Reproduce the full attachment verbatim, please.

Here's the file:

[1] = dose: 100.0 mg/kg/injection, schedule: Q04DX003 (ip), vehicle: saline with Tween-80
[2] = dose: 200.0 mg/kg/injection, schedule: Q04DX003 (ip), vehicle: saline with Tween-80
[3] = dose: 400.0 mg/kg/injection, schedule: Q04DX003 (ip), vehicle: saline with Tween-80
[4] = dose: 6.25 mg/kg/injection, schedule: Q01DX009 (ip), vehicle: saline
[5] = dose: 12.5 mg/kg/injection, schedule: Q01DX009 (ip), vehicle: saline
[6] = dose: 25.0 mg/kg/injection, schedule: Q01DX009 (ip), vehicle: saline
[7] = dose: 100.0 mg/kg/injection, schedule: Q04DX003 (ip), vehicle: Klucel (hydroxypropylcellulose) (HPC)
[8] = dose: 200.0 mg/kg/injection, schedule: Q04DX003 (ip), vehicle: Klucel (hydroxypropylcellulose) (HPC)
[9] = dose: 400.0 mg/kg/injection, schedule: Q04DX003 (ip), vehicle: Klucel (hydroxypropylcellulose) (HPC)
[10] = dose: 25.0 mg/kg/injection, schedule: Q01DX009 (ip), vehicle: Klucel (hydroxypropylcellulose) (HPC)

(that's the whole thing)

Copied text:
[1] = dose: 100.0 mg/kg/injection, schedule: Q04DX003 (ip), vehicle: saline with Tween-80
[2] = dose: 200.0 mg/kg/injection, schedule: Q04DX003 (ip), vehicle: saline with Tween-80
[3] = dose: 400.0 mg/kg/injection, schedule: Q04DX003 (ip), vehicle: saline with Tween-80
[4] = dose: 6.25 mg/kg/injection, schedule: Q01DX009 (ip), vehicle: saline
[5] = dose: 12.5 mg/kg/injection, schedule: Q01DX009 (ip), vehicle: saline
[6] = dose: 25.0 mg/kg/injection, schedule: Q01DX009 (ip), vehicle: saline
[7] = dose: 100.0 mg/kg/injection, schedule: Q04DX003 (ip), vehicle: Klucel (hydroxypropylcellulose) (HPC)
[8] = dose: 200.0 mg/kg/injection, schedule: Q04DX003 (ip), vehicle: Klucel (hydroxypropylcellulose) (HPC)
[9] = dose: 400.0 mg/kg/injection, schedule: Q04DX003 (ip), vehicle: Klucel (hydroxypropylcellulose) (HPC)
[10] = dose: 25.0 mg/kg/injection, schedule: Q01DX009 (ip), vehicle: Klucel (hydroxypropylcellulose) (HPC)